Conover will be honored during the "Big Band Jam" on the National Mall. The congressional resolution, sponsored by Rep. John B. Larson, D-Conn., recognizes VOA and Conover for their "joint contribution toward spreading the language of jazz and American cultural diplomacy around the world over a span of more than 35 years."
Born in Buffalo, N.Y., in 1920, Conover joined the VOA in 1955, hosting the first in a series of jazz programs that ultimately claimed millions of listeners round the world.
"At the height of his career, [Conover] was producing 17 shows per week, including Music USA, Jazz; Music USA, Standards; Music with Friends, and Willis Conover's House of Sounds. These programs included interviews with popular artists including Duke Ellington, Ella Fitzgerald, Billie Holliday, Louis Armstrong, Dizzy Gillespie and many, many more," said John Stevenson, chief of VOA English.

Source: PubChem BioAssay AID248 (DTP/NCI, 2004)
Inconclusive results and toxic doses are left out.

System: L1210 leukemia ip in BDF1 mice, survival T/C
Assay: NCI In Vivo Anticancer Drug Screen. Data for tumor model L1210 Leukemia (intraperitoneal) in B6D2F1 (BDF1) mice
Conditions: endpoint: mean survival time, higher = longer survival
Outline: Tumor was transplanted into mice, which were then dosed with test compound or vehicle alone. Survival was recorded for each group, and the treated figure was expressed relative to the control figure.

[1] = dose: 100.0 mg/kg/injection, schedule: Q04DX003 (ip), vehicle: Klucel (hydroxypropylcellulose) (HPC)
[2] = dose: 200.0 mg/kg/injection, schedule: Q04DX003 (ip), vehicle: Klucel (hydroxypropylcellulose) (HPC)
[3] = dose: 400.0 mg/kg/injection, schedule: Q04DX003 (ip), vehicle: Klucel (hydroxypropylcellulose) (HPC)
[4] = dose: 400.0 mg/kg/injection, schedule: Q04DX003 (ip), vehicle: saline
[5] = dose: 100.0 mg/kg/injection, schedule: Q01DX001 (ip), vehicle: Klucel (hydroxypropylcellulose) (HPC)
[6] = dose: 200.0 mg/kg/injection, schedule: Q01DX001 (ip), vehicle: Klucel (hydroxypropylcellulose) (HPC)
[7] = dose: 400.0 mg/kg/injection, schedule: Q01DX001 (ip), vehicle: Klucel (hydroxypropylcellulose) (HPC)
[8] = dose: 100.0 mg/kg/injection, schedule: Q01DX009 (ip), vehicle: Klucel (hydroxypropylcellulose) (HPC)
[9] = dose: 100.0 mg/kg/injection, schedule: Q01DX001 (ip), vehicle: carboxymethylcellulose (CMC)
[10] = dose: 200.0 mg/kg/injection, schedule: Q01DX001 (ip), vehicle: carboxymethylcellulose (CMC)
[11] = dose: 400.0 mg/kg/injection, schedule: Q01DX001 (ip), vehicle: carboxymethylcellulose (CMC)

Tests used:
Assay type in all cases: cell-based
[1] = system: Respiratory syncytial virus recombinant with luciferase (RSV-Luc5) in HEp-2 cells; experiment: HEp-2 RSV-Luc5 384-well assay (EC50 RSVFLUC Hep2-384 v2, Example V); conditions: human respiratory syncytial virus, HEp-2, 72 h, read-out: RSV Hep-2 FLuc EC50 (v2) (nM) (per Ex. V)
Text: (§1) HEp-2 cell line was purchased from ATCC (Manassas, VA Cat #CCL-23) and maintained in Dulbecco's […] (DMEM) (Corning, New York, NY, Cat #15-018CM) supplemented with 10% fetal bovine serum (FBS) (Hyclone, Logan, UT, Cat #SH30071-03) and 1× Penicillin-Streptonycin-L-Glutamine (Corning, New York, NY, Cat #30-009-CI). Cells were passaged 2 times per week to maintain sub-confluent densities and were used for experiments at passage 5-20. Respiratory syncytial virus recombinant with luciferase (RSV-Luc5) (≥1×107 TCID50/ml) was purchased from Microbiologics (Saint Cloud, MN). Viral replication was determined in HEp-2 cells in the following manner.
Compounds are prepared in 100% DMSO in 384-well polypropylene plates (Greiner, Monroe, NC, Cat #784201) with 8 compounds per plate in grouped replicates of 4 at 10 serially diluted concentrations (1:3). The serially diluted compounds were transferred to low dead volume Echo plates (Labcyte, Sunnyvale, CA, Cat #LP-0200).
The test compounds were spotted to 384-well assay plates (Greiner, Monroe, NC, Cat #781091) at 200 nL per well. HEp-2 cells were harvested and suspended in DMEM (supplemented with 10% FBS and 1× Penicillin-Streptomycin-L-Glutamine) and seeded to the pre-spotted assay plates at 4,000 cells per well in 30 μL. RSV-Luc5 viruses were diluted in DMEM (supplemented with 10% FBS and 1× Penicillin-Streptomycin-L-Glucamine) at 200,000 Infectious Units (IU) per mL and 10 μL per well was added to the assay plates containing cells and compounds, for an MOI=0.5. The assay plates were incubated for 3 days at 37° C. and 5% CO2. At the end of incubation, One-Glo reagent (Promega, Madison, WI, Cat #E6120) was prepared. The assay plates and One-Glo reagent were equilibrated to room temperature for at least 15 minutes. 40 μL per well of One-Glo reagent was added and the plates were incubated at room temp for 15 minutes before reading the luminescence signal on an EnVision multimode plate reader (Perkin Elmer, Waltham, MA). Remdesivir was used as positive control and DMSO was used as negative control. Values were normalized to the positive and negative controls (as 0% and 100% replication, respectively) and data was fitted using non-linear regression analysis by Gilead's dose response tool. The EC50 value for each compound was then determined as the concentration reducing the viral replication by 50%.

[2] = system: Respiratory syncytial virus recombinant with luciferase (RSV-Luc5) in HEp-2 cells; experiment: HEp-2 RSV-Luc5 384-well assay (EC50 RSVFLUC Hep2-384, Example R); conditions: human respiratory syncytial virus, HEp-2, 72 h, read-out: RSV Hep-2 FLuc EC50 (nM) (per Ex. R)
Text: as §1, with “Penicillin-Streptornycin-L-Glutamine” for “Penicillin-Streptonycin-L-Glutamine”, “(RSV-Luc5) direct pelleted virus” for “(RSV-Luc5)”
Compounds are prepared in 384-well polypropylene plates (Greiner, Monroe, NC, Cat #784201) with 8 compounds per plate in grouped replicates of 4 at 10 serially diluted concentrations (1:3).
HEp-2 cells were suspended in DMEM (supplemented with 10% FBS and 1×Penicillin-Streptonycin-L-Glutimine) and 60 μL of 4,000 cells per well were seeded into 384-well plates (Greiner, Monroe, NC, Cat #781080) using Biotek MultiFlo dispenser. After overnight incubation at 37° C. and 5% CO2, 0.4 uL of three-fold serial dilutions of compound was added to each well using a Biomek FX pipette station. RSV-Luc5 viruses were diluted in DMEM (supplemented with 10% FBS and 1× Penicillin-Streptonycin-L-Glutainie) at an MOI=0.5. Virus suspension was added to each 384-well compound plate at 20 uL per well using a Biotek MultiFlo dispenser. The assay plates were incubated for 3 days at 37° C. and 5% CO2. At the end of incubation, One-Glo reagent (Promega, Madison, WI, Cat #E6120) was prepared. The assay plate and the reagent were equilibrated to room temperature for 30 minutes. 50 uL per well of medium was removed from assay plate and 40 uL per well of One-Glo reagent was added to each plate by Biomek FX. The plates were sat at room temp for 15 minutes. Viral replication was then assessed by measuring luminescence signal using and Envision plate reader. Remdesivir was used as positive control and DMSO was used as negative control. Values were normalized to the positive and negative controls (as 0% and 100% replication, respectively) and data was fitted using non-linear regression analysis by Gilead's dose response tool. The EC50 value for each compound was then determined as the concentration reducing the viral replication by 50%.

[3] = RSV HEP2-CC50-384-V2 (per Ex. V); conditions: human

"Every emotion - love, anger, joy, sadness - can be communicated with the vitality and spirit that characterize jazz," Conover once said. He died in 1996.
"People used to say that Willis Conover single-handedly felled the Iron Curtain," said Harry Schnipper, major organizer of the "Big Band Jam." The jam helps educate students about America's jazz heritage and brings jazz bands to Washington, D.C.
The Voice of America, which first went on the air in 1942, is a multimedia international broadcasting service funded by the U.S. Government through the Broadcasting Board of Governors. VOA broadcasts approximately 1,500 hours of news, information, educational, and cultural programming every week to an estimated worldwide audience of more than 134 million people. Programs are produced in 45 languages.
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